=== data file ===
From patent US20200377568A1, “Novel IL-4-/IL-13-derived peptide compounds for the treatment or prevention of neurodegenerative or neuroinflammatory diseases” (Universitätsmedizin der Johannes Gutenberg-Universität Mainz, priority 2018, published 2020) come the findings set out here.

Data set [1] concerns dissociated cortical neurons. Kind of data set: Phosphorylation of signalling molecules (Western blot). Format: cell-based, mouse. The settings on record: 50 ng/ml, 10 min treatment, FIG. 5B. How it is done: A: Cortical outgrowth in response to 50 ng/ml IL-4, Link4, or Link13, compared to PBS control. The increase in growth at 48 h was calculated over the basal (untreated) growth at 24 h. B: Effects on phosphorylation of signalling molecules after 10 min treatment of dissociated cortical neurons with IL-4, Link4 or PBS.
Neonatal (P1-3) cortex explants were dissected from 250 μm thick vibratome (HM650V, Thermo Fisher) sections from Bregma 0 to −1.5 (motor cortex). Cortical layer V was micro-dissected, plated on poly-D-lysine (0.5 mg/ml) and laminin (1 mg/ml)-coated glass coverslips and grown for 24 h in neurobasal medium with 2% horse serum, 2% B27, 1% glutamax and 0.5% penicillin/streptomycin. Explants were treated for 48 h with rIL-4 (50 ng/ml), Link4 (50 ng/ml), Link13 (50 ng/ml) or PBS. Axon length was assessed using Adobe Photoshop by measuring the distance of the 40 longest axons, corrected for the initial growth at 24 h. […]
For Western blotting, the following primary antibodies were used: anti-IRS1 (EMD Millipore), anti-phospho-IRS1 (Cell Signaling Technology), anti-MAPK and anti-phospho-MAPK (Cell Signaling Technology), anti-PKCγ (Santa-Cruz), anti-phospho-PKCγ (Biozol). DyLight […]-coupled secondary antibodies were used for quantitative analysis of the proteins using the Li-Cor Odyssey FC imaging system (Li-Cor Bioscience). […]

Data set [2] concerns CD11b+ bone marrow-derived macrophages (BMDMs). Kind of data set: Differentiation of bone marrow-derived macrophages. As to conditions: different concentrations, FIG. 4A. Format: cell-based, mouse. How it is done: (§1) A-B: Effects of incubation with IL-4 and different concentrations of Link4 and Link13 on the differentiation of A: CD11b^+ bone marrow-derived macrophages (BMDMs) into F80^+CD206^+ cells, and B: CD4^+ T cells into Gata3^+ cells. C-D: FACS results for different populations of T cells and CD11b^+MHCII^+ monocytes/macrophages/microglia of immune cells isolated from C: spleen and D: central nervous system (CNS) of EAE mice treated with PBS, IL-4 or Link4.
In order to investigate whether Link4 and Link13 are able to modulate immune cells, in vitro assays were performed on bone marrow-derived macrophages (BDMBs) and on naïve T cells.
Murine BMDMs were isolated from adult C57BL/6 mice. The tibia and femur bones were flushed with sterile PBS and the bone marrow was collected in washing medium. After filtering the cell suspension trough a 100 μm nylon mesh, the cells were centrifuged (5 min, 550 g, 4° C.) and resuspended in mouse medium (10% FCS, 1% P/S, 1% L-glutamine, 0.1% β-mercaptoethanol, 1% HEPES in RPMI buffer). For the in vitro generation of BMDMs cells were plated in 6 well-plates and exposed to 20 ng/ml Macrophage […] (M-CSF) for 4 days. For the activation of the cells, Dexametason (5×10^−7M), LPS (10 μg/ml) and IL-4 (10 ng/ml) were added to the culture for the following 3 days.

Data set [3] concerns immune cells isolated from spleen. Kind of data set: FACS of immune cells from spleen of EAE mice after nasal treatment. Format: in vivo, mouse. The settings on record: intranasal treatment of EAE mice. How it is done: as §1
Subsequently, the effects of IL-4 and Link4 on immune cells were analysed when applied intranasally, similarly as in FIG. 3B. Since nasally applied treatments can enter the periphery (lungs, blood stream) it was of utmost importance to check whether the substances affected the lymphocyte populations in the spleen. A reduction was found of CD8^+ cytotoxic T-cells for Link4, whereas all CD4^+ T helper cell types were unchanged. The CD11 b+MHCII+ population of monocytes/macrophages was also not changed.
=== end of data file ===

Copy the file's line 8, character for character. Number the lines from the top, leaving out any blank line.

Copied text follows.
Data set [3] concerns immune cells isolated from spleen. Kind of data set: FACS of immune cells from spleen of EAE mice after nasal treatment. Format: in vivo, mouse. The settings on record: intranasal treatment of EAE mice. How it is done: as §1